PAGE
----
Lasch’s favored approach to the subjects he was concerned with made it all the harder to discover what world he might have felt at home in. Almost all his books are essentially collections of review essays; he was a naturally antagonistic thinker, not in the sense that he wanted to contradict absolutely everybody about absolutely everything, but in the sense that the way he found out what he thought about a topic was by probing other writers’ views to see how they stood up to criticism. It is a habit of mind that some notable social thinkers have shared—Karl Marx and John Stuart Mill come instantly to mind. One of the many things that The Revolt of the Elites, Haven in a Heartless World (1977), and the posthumous Women and the Common Life share is that they are organized like a superior graduate seminar on the history of social scientific thinking. Familiar and unfamiliar persons and texts pass in review, mostly damned but occasionally praised; and the class moves on. Lasch was much loved by his students, especially his tougher and cleverer graduate students, and it is easy to see why. His prose was so clear and arresting partly because he wrote in a way that suggested a person who was thinking on his feet and talking half to the reader and half to the absent and sometimes long-dead authors with whom he was engaged. Whatever the pleasures of reading him, it was hard to resist the feeling that it would have been even better to listen to him and argue with him.

Some writers find such allusiveness a congenial way of proceeding because it allows them to hide behind their favorite authors and let their own views emerge in borrowed clothes; nothing could be farther from Lasch’s style. The authorial voice was clear throughout; the difficulty the reader faced was working out whether the voice was always saying the same thing. The reason why this was difficult was simple enough. Lasch’s relationship to even those ideas he found most congenial was wary; he had the historian’s skepticism about what drove people to accept the views they did, and the historian’s interest in what happened when they did so, rather than the philosopher’s taste for suspending disbelief in order to explore whatever collection of theories and hypotheses he or she might encounter.

In his essays on the family, personality, and contemporary culture, Lasch had two guiding lights. And one of the two, at least, he seemed not to trust very far. The first was a variation on Marx’s emphasis on the primacy of the forces of production—or, in plain English, Marx’s insistence that it is changes in the organization of work, trade, and consumption that are the most important causes of changes in family life, and in the way we think about it. The second was Freud’s insistence on the deeply unsociable, or even antisocial, quality of our unconscious wishes and fantasies. Reformers who underestimated the crookedness of the timber of which humanity is made earned Lasch’s most withering contempt, and those who thought that we might be made happy by being preached at came a close second. And yet it would be quite wrong to think of Lasch as a Freudian or a Marxist, or even as a “Freudo-Marxian.”

Perhaps Lasch found Marx, and to some degree Freud, too confidently meliorist for his tastes; although Lasch admired Freud, and never tired of drawing unkind comparisons between Freud and his American interpreters, Freud was a doctor, and he did try to effect cures for the grosser kinds of neurotic misery that he diagnosed. It may only have been the modest project of replacing neurotic misery with common unhappiness that he had in mind, but it was a therapeutic intervention, however modest. And Marx certainly looked forward to the moment when social relations would be transparently rational, and would be so because conflicts of economic interest had been overcome with the advent of socialism. Lasch never seemed to think that the Marxian program made much sense, however happy he was to use Marx’s analytical concepts.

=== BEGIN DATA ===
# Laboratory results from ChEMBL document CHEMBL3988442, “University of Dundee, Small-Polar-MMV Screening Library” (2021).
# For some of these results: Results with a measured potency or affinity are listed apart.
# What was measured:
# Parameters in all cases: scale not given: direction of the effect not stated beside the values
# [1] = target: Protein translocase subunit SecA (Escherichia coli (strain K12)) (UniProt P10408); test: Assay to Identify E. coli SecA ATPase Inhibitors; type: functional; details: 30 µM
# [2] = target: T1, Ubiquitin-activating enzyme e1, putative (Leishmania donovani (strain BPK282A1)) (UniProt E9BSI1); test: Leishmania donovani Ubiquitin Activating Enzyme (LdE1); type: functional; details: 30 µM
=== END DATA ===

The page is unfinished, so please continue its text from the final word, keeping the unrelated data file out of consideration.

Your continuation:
Indeed, Lasch was closer to a common ancestor of both Marx and Freud—Jean-Jacques Rousseau. For what was very un-Marxian about Lasch’s view of the twentieth century was his readiness to launch into a denunciation of its moral ugliness. There was none of Marx’s arm’s-length and almost cynical commentary on the contrast between bourgeois ideals and bourgeois adultery. It was as an unabashed moralist that Lasch denounced

the invasion of the family by the marketplace and the street, the crumbling of the walls that once provided a protected space in which to raise children, and the perversion of the most intimate relationships by the calculating, manipulative spirit that has long been ascendant in business life.

Like Rousseau, too, he attacked the nastiness of economic life because of its effect on private life and the development of individual character. Certainly, it was part of growing up to learn how to control our emotions and to adopt an instrumental attitude to many of the ordinary tasks of life; but the manipulative personality was morally beyond the pale. By the same token, self-control and self-discipline are essential qualities in an adult; but the attempt to be “cool” by ensuring that nothing touches us very deeply, and that we can always present a pleasant appearance to other people, is a moral disaster.

In the middle of the eighteenth century Rousseau argued in very much the same vein that “progress” was an illusion, that sophistication was a mask for exploitation, that social mobility was more likely to lead to alienation from both our old and our new surroundings than to any real happiness. Psychological causes had disastrous political effects: the kind of people a commercial society produced were utterly incapable of self-government. In exactly the same way as Lasch, Rousseau left his readers in no doubt that we would all be better off in a simpler, more stable, more disciplined society, but he was not at all sure what that society would look like, let alone how we might get there. In just the same way as Rousseau, Lasch left his readers uncertain whether he was or was not nostalgic for a vanished past. Unlike Rousseau, Lasch could and often did escape his questioners by insisting that he was not concerned to judge his contemporaries, but to understand how we had come to our present pass.